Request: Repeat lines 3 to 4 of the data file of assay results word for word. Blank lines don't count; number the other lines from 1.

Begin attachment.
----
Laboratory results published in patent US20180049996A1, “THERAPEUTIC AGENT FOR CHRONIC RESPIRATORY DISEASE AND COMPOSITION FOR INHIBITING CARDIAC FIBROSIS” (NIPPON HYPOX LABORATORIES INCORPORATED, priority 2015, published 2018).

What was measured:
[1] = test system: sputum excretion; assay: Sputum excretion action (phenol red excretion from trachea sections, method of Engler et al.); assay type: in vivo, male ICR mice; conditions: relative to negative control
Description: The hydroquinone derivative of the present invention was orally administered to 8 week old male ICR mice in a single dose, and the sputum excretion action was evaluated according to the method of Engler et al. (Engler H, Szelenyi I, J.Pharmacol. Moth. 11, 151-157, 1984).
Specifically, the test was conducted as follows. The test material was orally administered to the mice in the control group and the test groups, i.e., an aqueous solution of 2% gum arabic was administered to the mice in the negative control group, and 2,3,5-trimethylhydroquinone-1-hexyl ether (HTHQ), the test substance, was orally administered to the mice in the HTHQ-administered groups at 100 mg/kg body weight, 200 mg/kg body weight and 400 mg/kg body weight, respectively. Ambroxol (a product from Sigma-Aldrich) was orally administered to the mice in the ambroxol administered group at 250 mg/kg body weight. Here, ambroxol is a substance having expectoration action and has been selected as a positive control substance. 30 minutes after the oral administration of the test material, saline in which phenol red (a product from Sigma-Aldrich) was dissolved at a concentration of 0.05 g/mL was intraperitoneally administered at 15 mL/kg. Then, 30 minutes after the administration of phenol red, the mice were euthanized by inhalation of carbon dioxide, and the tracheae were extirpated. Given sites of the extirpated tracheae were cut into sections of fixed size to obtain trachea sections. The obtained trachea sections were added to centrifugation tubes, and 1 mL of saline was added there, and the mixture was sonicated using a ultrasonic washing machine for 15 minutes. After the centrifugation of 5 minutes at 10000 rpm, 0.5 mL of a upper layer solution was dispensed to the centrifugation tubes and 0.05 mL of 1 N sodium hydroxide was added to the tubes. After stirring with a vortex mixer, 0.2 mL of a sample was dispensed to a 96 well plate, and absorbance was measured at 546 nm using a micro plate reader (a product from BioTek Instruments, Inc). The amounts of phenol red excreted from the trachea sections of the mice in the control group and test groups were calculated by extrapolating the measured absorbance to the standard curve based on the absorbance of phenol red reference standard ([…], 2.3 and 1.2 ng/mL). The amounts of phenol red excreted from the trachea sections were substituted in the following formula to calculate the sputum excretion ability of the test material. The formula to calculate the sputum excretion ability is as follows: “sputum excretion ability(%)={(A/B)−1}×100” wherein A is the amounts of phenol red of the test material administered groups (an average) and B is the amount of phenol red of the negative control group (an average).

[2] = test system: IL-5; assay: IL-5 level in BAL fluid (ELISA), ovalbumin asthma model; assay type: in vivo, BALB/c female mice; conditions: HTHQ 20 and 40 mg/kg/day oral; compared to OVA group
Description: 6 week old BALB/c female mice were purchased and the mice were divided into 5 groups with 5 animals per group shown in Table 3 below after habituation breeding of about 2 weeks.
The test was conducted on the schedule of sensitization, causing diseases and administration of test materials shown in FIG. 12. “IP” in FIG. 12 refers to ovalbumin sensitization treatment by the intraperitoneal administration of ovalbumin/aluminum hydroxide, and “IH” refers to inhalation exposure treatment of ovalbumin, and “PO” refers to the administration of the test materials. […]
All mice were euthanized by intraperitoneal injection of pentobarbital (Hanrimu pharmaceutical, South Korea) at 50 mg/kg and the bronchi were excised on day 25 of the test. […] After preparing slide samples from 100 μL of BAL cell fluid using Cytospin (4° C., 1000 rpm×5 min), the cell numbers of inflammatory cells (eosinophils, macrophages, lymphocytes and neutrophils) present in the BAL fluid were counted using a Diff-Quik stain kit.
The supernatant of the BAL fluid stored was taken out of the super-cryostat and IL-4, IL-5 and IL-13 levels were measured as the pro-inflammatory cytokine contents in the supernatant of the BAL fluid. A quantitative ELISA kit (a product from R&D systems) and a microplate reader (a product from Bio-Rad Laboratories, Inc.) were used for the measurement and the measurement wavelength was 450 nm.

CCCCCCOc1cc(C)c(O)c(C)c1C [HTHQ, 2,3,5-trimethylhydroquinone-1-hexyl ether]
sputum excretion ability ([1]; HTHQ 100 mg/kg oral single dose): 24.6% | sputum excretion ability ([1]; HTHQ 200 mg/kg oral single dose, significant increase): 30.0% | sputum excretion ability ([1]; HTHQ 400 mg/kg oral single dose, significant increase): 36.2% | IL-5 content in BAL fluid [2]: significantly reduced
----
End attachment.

[1] = test system: sputum excretion; assay: Sputum excretion action (phenol red excretion from trachea sections, method of Engler et al.); assay type: in vivo, male ICR mice; conditions: relative to negative control
Description: The hydroquinone derivative of the present invention was orally administered to 8 week old male ICR mice in a single dose, and the sputum excretion action was evaluated according to the method of Engler et al. (Engler H, Szelenyi I, J.Pharmacol. Moth. 11, 151-157, 1984).